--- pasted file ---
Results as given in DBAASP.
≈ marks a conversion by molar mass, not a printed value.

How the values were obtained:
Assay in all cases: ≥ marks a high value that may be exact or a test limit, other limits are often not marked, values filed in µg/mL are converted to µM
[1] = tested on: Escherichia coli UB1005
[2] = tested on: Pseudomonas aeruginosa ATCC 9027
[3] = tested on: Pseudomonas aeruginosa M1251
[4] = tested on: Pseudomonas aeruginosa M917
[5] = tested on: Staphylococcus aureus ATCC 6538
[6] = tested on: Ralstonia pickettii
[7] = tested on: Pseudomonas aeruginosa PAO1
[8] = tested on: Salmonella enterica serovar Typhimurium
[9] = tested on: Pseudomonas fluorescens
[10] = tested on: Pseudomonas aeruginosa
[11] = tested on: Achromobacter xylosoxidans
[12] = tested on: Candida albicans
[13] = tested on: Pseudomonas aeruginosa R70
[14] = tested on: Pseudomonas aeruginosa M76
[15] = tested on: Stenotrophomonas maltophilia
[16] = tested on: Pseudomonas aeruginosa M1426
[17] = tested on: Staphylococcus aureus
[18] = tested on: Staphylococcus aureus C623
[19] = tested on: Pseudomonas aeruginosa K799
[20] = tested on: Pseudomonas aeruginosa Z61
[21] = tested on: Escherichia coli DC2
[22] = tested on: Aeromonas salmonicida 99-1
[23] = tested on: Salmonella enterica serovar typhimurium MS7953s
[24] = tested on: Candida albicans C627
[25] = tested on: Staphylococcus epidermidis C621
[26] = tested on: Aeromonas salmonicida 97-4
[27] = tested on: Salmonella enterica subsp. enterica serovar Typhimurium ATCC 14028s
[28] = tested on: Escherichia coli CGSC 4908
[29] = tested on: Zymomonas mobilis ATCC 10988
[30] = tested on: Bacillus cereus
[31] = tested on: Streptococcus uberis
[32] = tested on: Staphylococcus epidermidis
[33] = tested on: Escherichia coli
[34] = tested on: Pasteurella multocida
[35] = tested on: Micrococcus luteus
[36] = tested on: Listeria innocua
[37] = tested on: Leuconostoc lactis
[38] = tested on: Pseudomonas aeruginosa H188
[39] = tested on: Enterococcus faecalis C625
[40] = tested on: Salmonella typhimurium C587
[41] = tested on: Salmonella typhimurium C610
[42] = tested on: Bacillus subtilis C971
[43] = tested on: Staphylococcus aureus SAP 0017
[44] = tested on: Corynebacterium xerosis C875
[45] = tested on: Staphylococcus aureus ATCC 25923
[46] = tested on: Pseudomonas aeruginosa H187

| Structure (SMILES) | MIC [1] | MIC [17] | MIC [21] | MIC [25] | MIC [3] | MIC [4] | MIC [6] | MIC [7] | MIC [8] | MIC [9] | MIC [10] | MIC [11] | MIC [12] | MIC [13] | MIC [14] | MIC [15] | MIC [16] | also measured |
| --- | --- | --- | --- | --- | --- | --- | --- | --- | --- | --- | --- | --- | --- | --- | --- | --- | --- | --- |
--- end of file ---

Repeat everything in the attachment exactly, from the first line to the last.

Results as given in DBAASP.
≈ marks a conversion by molar mass, not a printed value.

How the values were obtained:
Assay in all cases: ≥ marks a high value that may be exact or a test limit, other limits are often not marked, values filed in µg/mL are converted to µM
[1] = tested on: Escherichia coli UB1005
[2] = tested on: Pseudomonas aeruginosa ATCC 9027
[3] = tested on: Pseudomonas aeruginosa M1251
[4] = tested on: Pseudomonas aeruginosa M917
[5] = tested on: Staphylococcus aureus ATCC 6538
[6] = tested on: Ralstonia pickettii
[7] = tested on: Pseudomonas aeruginosa PAO1
[8] = tested on: Salmonella enterica serovar Typhimurium
[9] = tested on: Pseudomonas fluorescens
[10] = tested on: Pseudomonas aeruginosa
[11] = tested on: Achromobacter xylosoxidans
[12] = tested on: Candida albicans
[13] = tested on: Pseudomonas aeruginosa R70
[14] = tested on: Pseudomonas aeruginosa M76
[15] = tested on: Stenotrophomonas maltophilia
[16] = tested on: Pseudomonas aeruginosa M1426
[17] = tested on: Staphylococcus aureus
[18] = tested on: Staphylococcus aureus C623
[19] = tested on: Pseudomonas aeruginosa K799
[20] = tested on: Pseudomonas aeruginosa Z61
[21] = tested on: Escherichia coli DC2
[22] = tested on: Aeromonas salmonicida 99-1
[23] = tested on: Salmonella enterica serovar typhimurium MS7953s
[24] = tested on: Candida albicans C627
[25] = tested on: Staphylococcus epidermidis C621
[26] = tested on: Aeromonas salmonicida 97-4
[27] = tested on: Salmonella enterica subsp. enterica serovar Typhimurium ATCC 14028s
[28] = tested on: Escherichia coli CGSC 4908
[29] = tested on: Zymomonas mobilis ATCC 10988
[30] = tested on: Bacillus cereus
[31] = tested on: Streptococcus uberis
[32] = tested on: Staphylococcus epidermidis
[33] = tested on: Escherichia coli
[34] = tested on: Pasteurella multocida
[35] = tested on: Micrococcus luteus
[36] = tested on: Listeria innocua
[37] = tested on: Leuconostoc lactis
[38] = tested on: Pseudomonas aeruginosa H188
[39] = tested on: Enterococcus faecalis C625
[40] = tested on: Salmonella typhimurium C587
[41] = tested on: Salmonella typhimurium C610
[42] = tested on: Bacillus subtilis C971
[43] = tested on: Staphylococcus aureus SAP 0017
[44] = tested on: Corynebacterium xerosis C875
[45] = tested on: Staphylococcus aureus ATCC 25923
[46] = tested on: Pseudomonas aeruginosa H187

| Structure (SMILES) | MIC [1] | MIC [17] | MIC [21] | MIC [25] | MIC [3] | MIC [4] | MIC [6] | MIC [7] | MIC [8] | MIC [9] | MIC [10] | MIC [11] | MIC [12] | MIC [13] | MIC [14] | MIC [15] | MIC [16] | also measured |
| --- | --- | --- | --- | --- | --- | --- | --- | --- | --- | --- | --- | --- | --- | --- | --- | --- | --- | --- |